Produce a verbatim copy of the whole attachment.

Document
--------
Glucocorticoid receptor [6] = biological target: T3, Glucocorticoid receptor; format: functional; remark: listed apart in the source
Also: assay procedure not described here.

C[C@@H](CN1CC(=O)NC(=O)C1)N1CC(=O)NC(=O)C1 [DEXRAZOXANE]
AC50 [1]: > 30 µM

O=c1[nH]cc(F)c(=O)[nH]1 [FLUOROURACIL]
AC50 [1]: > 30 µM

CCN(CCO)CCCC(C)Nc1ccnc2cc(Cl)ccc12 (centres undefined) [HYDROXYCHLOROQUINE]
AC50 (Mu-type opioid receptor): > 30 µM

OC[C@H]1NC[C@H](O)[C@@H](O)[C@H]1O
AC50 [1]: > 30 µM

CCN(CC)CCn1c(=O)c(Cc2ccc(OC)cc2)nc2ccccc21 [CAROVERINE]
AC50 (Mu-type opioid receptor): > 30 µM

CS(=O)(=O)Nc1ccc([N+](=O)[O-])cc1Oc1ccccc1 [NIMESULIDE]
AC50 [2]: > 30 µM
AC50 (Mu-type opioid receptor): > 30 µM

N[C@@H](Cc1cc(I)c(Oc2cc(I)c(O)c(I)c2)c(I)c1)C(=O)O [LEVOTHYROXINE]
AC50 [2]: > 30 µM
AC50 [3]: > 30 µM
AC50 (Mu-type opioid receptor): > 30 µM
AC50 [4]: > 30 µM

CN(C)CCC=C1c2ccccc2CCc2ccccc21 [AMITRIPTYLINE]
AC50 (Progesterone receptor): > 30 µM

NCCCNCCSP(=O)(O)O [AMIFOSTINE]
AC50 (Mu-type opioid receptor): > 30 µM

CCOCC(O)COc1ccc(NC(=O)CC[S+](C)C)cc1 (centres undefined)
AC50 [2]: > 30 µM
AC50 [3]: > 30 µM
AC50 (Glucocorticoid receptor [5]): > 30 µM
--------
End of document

Glucocorticoid receptor [6] = biological target: T3, Glucocorticoid receptor; format: functional; remark: listed apart in the source
Also: assay procedure not described here.

C[C@@H](CN1CC(=O)NC(=O)C1)N1CC(=O)NC(=O)C1 [DEXRAZOXANE]
AC50 [1]: > 30 µM

O=c1[nH]cc(F)c(=O)[nH]1 [FLUOROURACIL]
AC50 [1]: > 30 µM

CCN(CCO)CCCC(C)Nc1ccnc2cc(Cl)ccc12 (centres undefined) [HYDROXYCHLOROQUINE]
AC50 (Mu-type opioid receptor): > 30 µM

OC[C@H]1NC[C@H](O)[C@@H](O)[C@H]1O
AC50 [1]: > 30 µM

CCN(CC)CCn1c(=O)c(Cc2ccc(OC)cc2)nc2ccccc21 [CAROVERINE]
AC50 (Mu-type opioid receptor): > 30 µM

CS(=O)(=O)Nc1ccc([N+](=O)[O-])cc1Oc1ccccc1 [NIMESULIDE]
AC50 [2]: > 30 µM
AC50 (Mu-type opioid receptor): > 30 µM

N[C@@H](Cc1cc(I)c(Oc2cc(I)c(O)c(I)c2)c(I)c1)C(=O)O [LEVOTHYROXINE]
AC50 [2]: > 30 µM
AC50 [3]: > 30 µM
AC50 (Mu-type opioid receptor): > 30 µM
AC50 [4]: > 30 µM

CN(C)CCC=C1c2ccccc2CCc2ccccc21 [AMITRIPTYLINE]
AC50 (Progesterone receptor): > 30 µM

NCCCNCCSP(=O)(O)O [AMIFOSTINE]
AC50 (Mu-type opioid receptor): > 30 µM

CCOCC(O)COc1ccc(NC(=O)CC[S+](C)C)cc1 (centres undefined)
AC50 [2]: > 30 µM
AC50 [3]: > 30 µM
AC50 (Glucocorticoid receptor [5]): > 30 µM